Whilst it's not as unconventional as Orson Welles' F For Fake (1973), it's the perfect comparison as the tag of "documentary" comes off as a joke itself when The Clowns defies and flaunts being an actual document, with the crew characters themselves, cameos from the likes of Anita Ekberg, and culminating into countless recreations and performances in a circus ring by clowns. It gleefully undercuts the border between truth and recreation fully, Fellini the director and the character within his own film grabbing together a crew, including the comically underappreciated female assistant, to begin an escapade to learn of the history of clowning in Italy and France. "Escapade" is perfect as the level of mirth on display if infectious, the film artificial and Fellini playing as jokes with real former clowns as characters playing themselves, and yet discussing their lives and craft even in the midst of this. Willing, as the symbolic moment of the entire film itself, to have a bucket land over his mid-speech for a one shot joke. If it's all true, and hasn't been lying like Orson Welles was in F For Fake, it's a fascinating take at a dying art, going into the past with clown archetypes of yore examined. Tipping the hat to legends, it's a noble task, cutting to recreations of these clowns by new disciples of face paint and slapstick who stand out as well.

From https://theleastpictureshow.files.wordpress.com/2014/10/clowns-1.jpg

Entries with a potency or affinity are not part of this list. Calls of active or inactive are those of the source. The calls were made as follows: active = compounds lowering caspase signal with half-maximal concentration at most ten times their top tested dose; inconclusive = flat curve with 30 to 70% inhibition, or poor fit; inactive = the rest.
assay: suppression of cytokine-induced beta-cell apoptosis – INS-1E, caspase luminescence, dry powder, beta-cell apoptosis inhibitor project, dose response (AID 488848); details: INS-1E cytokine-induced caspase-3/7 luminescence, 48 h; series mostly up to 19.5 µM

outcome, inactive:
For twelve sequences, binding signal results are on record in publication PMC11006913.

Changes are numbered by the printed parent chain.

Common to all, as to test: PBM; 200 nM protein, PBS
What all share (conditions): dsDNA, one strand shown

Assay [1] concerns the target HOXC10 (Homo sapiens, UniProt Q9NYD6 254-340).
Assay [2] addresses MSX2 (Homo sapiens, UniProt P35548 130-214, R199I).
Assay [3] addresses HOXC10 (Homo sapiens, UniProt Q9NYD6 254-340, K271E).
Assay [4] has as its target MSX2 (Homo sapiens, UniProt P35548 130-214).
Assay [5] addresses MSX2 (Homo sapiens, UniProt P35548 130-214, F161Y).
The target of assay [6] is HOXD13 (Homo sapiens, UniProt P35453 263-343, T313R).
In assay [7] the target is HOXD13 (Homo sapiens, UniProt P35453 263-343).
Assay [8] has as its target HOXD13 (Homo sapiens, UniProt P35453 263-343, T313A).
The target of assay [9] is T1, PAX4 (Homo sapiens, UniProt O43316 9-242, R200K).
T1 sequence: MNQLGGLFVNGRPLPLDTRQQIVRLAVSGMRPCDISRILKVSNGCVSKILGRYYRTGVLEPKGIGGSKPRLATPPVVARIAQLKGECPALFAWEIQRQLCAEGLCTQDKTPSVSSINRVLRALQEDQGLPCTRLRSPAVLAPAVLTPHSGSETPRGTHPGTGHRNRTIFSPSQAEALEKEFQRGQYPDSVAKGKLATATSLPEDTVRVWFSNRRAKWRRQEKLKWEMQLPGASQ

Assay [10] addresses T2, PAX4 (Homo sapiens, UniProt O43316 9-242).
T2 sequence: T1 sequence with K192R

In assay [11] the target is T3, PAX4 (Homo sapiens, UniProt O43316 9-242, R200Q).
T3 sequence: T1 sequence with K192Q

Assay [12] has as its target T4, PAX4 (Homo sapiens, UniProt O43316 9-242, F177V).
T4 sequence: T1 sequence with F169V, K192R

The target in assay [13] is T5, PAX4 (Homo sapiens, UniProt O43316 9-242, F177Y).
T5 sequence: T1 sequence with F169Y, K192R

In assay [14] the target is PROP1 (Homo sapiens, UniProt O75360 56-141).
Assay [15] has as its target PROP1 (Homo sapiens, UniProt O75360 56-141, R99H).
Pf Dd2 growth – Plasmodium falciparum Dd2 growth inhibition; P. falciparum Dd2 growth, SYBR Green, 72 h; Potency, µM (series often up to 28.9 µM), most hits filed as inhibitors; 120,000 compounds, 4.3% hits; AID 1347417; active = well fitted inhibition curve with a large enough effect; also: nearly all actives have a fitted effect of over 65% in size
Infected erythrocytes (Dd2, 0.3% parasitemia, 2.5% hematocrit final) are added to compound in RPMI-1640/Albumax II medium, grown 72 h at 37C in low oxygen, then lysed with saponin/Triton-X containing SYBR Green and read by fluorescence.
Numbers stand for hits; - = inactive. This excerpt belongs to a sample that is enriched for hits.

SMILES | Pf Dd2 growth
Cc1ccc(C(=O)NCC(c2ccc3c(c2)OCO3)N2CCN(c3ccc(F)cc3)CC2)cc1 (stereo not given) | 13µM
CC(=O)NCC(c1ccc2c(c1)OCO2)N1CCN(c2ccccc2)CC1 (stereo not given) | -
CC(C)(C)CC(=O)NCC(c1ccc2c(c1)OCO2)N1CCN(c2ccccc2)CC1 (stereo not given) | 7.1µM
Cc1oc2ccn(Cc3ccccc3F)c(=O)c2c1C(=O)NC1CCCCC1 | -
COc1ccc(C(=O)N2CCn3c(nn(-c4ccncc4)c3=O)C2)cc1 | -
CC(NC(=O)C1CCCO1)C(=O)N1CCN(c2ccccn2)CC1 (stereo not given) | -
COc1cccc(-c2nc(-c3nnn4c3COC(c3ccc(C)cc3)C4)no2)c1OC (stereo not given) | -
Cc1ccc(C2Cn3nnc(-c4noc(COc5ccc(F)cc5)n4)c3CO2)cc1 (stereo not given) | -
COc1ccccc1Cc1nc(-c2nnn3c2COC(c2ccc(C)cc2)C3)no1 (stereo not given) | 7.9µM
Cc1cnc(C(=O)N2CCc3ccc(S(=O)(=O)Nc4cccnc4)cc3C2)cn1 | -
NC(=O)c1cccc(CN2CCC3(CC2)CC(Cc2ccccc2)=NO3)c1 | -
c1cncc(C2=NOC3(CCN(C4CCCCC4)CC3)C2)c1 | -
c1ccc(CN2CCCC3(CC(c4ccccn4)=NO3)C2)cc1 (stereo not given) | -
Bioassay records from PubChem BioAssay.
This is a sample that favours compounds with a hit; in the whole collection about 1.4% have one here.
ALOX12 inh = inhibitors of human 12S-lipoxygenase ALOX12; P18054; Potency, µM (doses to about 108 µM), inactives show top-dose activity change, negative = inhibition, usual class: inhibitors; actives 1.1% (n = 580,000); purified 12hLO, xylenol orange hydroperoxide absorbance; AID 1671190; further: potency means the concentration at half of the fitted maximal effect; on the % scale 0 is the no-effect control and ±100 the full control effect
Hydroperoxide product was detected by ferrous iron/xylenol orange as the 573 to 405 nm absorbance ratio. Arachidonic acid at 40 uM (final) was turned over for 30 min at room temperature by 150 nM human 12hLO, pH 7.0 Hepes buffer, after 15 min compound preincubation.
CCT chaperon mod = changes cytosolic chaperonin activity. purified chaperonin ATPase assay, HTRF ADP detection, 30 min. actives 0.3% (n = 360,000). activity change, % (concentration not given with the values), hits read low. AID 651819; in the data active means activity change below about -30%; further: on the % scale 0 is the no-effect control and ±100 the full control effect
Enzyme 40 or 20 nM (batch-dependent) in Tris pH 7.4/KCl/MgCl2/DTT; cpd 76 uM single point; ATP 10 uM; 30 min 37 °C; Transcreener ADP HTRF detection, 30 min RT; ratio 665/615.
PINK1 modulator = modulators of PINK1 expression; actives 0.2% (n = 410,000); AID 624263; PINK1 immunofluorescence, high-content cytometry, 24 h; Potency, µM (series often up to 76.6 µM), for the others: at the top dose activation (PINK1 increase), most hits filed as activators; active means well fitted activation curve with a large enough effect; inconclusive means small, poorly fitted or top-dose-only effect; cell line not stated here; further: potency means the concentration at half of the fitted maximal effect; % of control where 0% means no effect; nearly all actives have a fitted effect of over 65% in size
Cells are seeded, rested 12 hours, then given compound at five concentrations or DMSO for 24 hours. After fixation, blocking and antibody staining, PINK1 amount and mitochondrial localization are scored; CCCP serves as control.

at this point was exceptionally indulgent, the discovery of Carl Jung and the esoteric permanently changing his cinema after 1965. Even when fantasy appeared in the likes of 8½ (1963), and overblown spectacle matched by his stand-in Marcello Mastroianni getting a space rocket launch built for his next feature, it tipped over the edge further mid-sixties onwards. I was once not a huge fan as a younger and dumber viewer to these later spectacles, though I still sympathise with those who'd agree with my younger self arguing his later work leaves one with cinematic indigestion, especially if one is not used to Fellini's style. For me now, older and smarter, and able to digest said style fully, I now adore it and am amazed he was able to get away with some of the sights you see in these films. Even on a TV budget, Fellini gets away with a lot even in the "normal" scenes for The Clowns, deliberately staged. Anita Ekberg playing herself can cameo to pose around big cat cages at the circus whilst legendary French actor/director/former clown Pierre Étaix, obscurer in English speaking worlds but a significant figure in his homeland, has a segment as himself where his recorded film from his own clowning family's past sadly burns up in the projector. In neither case, as with any appearance, is the film trying to be real document in the slightest which deliberately undermines the viewer's sense of reality. Even if real facts are on display, it's a very interesting viewing experience when the film's presentation gleefully undercuts the notion of documented verisimilitude.